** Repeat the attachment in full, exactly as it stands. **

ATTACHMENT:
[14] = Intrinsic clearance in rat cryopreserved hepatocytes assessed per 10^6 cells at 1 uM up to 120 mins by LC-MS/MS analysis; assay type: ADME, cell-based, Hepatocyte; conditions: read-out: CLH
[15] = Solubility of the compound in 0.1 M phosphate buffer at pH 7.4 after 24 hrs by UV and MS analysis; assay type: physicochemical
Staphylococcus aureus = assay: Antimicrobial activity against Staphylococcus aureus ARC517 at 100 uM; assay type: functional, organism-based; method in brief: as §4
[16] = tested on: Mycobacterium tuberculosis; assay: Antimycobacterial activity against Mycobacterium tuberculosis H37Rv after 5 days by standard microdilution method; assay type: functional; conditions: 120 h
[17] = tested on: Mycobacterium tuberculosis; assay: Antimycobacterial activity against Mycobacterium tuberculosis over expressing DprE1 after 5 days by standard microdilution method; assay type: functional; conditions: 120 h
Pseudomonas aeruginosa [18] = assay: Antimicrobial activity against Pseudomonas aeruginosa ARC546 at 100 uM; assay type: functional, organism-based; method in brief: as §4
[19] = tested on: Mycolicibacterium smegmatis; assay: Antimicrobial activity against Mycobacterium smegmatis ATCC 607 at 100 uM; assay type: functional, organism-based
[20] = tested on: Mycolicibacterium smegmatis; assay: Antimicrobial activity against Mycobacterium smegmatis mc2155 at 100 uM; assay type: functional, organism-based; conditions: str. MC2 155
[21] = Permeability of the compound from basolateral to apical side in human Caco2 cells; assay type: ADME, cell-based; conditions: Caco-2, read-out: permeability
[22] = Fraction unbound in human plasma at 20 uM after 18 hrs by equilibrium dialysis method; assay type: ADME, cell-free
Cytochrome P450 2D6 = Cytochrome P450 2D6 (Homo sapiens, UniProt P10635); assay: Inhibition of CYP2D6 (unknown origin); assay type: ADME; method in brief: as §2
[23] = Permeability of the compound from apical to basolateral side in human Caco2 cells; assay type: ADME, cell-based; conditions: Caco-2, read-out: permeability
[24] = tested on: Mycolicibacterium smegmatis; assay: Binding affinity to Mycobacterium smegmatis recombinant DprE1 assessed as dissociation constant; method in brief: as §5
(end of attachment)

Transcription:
[14] = Intrinsic clearance in rat cryopreserved hepatocytes assessed per 10^6 cells at 1 uM up to 120 mins by LC-MS/MS analysis; assay type: ADME, cell-based, Hepatocyte; conditions: read-out: CLH
[15] = Solubility of the compound in 0.1 M phosphate buffer at pH 7.4 after 24 hrs by UV and MS analysis; assay type: physicochemical
Staphylococcus aureus = assay: Antimicrobial activity against Staphylococcus aureus ARC517 at 100 uM; assay type: functional, organism-based; method in brief: as §4
[16] = tested on: Mycobacterium tuberculosis; assay: Antimycobacterial activity against Mycobacterium tuberculosis H37Rv after 5 days by standard microdilution method; assay type: functional; conditions: 120 h
[17] = tested on: Mycobacterium tuberculosis; assay: Antimycobacterial activity against Mycobacterium tuberculosis over expressing DprE1 after 5 days by standard microdilution method; assay type: functional; conditions: 120 h
Pseudomonas aeruginosa [18] = assay: Antimicrobial activity against Pseudomonas aeruginosa ARC546 at 100 uM; assay type: functional, organism-based; method in brief: as §4
[19] = tested on: Mycolicibacterium smegmatis; assay: Antimicrobial activity against Mycobacterium smegmatis ATCC 607 at 100 uM; assay type: functional, organism-based
[20] = tested on: Mycolicibacterium smegmatis; assay: Antimicrobial activity against Mycobacterium smegmatis mc2155 at 100 uM; assay type: functional, organism-based; conditions: str. MC2 155
[21] = Permeability of the compound from basolateral to apical side in human Caco2 cells; assay type: ADME, cell-based; conditions: Caco-2, read-out: permeability
[22] = Fraction unbound in human plasma at 20 uM after 18 hrs by equilibrium dialysis method; assay type: ADME, cell-free
Cytochrome P450 2D6 = Cytochrome P450 2D6 (Homo sapiens, UniProt P10635); assay: Inhibition of CYP2D6 (unknown origin); assay type: ADME; method in brief: as §2
[23] = Permeability of the compound from apical to basolateral side in human Caco2 cells; assay type: ADME, cell-based; conditions: Caco-2, read-out: permeability
[24] = tested on: Mycolicibacterium smegmatis; assay: Binding affinity to Mycobacterium smegmatis recombinant DprE1 assessed as dissociation constant; method in brief: as §5